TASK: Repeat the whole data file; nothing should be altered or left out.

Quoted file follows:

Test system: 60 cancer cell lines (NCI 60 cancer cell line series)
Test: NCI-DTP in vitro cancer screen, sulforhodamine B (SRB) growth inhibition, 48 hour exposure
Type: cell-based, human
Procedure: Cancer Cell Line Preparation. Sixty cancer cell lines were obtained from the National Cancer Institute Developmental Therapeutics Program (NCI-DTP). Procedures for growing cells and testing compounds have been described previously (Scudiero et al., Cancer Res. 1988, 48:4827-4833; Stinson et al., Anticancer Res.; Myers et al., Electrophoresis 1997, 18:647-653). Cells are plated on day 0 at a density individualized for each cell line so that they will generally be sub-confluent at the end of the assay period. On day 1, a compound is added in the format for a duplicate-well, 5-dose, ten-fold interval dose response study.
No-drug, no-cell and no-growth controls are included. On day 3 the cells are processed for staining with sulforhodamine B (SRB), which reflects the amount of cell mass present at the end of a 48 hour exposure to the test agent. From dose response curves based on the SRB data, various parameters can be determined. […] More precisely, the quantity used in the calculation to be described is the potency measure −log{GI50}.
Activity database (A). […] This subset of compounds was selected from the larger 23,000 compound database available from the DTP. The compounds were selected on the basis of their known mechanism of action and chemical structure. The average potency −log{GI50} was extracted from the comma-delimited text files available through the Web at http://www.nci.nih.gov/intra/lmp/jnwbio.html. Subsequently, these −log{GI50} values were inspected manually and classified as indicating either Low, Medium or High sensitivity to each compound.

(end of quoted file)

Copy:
Test system: 60 cancer cell lines (NCI 60 cancer cell line series)
Test: NCI-DTP in vitro cancer screen, sulforhodamine B (SRB) growth inhibition, 48 hour exposure
Type: cell-based, human
Procedure: Cancer Cell Line Preparation. Sixty cancer cell lines were obtained from the National Cancer Institute Developmental Therapeutics Program (NCI-DTP). Procedures for growing cells and testing compounds have been described previously (Scudiero et al., Cancer Res. 1988, 48:4827-4833; Stinson et al., Anticancer Res.; Myers et al., Electrophoresis 1997, 18:647-653). Cells are plated on day 0 at a density individualized for each cell line so that they will generally be sub-confluent at the end of the assay period. On day 1, a compound is added in the format for a duplicate-well, 5-dose, ten-fold interval dose response study.
No-drug, no-cell and no-growth controls are included. On day 3 the cells are processed for staining with sulforhodamine B (SRB), which reflects the amount of cell mass present at the end of a 48 hour exposure to the test agent. From dose response curves based on the SRB data, various parameters can be determined. […] More precisely, the quantity used in the calculation to be described is the potency measure −log{GI50}.
Activity database (A). […] This subset of compounds was selected from the larger 23,000 compound database available from the DTP. The compounds were selected on the basis of their known mechanism of action and chemical structure. The average potency −log{GI50} was extracted from the comma-delimited text files available through the Web at http://www.nci.nih.gov/intra/lmp/jnwbio.html. Subsequently, these −log{GI50} values were inspected manually and classified as indicating either Low, Medium or High sensitivity to each compound.